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The chick dies in the egg

One of the most common problems with breeding lovebirds is that chick die in the egg. One of the reasons for this may be the combination of humidity and surrounding temperature. It is ideal to have a humidity of 60 to 65% and a surrounding temperature of at least 18° C. If the surrounding air is quite dry and the temperature is high, you should offer the birds constant supply of bathing water. You can also regularly offer them fresh twigs, as they ensure more humidity in the nesting box. Be careful, however, as high humidity (more than 70%) combined with low surrounding temperature is just as lethal as an environment that is too dry. High humidity and high temperature are no problem, but too cold and too wet is definitely fatal!

There are, of course, other reasons why chicks die in the egg. Insufficient nutrition may also be a cause, as this results in young that are too week to develop properly or hatch. You can prevent this by only breeding with birds that are older than a year and by making sure that the breeding birds are in optimal condition. This condition has to built up slowly and the basis is to always use good feeding.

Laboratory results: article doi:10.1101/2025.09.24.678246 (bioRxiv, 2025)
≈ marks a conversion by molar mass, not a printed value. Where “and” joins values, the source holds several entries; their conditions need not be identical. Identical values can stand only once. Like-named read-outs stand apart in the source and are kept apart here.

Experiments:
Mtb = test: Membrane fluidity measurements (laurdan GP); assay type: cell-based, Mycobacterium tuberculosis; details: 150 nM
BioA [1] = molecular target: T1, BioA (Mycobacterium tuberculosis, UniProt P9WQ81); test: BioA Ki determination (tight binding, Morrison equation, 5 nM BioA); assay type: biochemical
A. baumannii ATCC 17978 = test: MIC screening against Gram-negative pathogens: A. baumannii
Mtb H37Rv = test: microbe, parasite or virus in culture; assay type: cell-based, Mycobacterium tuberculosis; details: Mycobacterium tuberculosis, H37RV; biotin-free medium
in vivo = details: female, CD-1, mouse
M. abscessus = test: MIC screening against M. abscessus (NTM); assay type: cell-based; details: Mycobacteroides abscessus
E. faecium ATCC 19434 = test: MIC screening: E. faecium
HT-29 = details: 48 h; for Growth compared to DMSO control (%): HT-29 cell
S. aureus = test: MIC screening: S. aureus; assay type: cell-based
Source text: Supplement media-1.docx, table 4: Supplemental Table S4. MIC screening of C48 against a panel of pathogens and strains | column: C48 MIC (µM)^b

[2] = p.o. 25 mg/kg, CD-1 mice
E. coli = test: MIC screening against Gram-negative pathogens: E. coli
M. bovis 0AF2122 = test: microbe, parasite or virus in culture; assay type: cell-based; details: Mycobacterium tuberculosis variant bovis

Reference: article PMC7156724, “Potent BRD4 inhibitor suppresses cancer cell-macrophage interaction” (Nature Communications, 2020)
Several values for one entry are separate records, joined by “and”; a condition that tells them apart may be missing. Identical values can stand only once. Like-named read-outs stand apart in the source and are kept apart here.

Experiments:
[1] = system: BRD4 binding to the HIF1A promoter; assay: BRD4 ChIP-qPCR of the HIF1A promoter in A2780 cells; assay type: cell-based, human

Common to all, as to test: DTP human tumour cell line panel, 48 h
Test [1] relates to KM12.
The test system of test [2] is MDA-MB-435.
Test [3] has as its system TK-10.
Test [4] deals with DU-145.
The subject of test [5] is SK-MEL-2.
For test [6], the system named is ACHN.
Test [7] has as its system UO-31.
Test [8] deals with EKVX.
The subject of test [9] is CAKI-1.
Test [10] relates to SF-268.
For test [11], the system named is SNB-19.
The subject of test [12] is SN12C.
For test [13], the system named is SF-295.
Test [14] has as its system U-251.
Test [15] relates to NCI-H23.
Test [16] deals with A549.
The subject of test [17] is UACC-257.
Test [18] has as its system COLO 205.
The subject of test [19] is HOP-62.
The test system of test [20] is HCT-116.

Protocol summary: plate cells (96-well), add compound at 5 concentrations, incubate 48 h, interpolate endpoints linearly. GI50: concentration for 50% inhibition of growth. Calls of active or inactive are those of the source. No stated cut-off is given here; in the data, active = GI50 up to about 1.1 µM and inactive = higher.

Some mutations can also be so weak that the young die in the egg. It is important that you always work with non-related birds and that you always cross ‘weak’ mutations with an independent strong wild form first and then carry on breeding with the descendants. In this case you prevent combinations of mutant x mutant. Never let the birds breed more often than twice in a row. A good pair definitely deserves a break after raising two batches of young, so that they can regain their strength for the next breeding season.

Finally, lack of sunlight can also be a cause why the young aren’t hatching. The birds’ bodies produce vitamin D under the influence of ultraviolet light (UV rays). If there is no sunlight, the reserves of vitamin D might be used up. The consequence is that the percentage of chicks hatching decreases. You can prevent this bay adapting a lighting. You can buy neon-tubes which imitate ‘daylight’ (thus also ultraviolet light). In addition, you can feed your birds a supplement of vitamin A, D3, and E in a ration of 50:25:20 on a weekly basis. These supplements are widely available at pharmacies or chemists’. Be careful and only feed these supplements once a week, as too much can be harmful

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